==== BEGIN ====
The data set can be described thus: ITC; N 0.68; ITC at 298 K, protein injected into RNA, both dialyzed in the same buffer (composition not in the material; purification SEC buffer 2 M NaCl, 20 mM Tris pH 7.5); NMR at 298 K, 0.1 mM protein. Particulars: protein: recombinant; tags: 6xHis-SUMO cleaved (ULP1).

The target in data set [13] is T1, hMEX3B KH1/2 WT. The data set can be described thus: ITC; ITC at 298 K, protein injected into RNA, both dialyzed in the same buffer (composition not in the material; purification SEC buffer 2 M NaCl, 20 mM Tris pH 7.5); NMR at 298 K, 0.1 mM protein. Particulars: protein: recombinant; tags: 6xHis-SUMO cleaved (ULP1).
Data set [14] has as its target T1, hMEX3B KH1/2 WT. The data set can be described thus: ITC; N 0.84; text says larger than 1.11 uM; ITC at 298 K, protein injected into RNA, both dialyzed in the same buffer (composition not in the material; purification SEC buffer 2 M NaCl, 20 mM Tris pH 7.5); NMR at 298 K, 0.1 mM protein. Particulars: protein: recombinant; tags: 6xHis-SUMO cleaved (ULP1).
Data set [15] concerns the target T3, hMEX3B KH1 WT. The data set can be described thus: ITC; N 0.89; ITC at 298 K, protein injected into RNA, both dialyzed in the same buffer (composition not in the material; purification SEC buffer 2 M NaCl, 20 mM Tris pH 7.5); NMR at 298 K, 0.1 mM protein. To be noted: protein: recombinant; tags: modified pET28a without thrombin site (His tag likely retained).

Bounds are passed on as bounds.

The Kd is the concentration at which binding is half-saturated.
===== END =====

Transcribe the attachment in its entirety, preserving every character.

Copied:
The data set can be described thus: ITC; N 0.68; ITC at 298 K, protein injected into RNA, both dialyzed in the same buffer (composition not in the material; purification SEC buffer 2 M NaCl, 20 mM Tris pH 7.5); NMR at 298 K, 0.1 mM protein. Particulars: protein: recombinant; tags: 6xHis-SUMO cleaved (ULP1).

The target in data set [13] is T1, hMEX3B KH1/2 WT. The data set can be described thus: ITC; ITC at 298 K, protein injected into RNA, both dialyzed in the same buffer (composition not in the material; purification SEC buffer 2 M NaCl, 20 mM Tris pH 7.5); NMR at 298 K, 0.1 mM protein. Particulars: protein: recombinant; tags: 6xHis-SUMO cleaved (ULP1).
Data set [14] has as its target T1, hMEX3B KH1/2 WT. The data set can be described thus: ITC; N 0.84; text says larger than 1.11 uM; ITC at 298 K, protein injected into RNA, both dialyzed in the same buffer (composition not in the material; purification SEC buffer 2 M NaCl, 20 mM Tris pH 7.5); NMR at 298 K, 0.1 mM protein. Particulars: protein: recombinant; tags: 6xHis-SUMO cleaved (ULP1).
Data set [15] concerns the target T3, hMEX3B KH1 WT. The data set can be described thus: ITC; N 0.89; ITC at 298 K, protein injected into RNA, both dialyzed in the same buffer (composition not in the material; purification SEC buffer 2 M NaCl, 20 mM Tris pH 7.5); NMR at 298 K, 0.1 mM protein. To be noted: protein: recombinant; tags: modified pET28a without thrombin site (His tag likely retained).

Bounds are passed on as bounds.

The Kd is the concentration at which binding is half-saturated.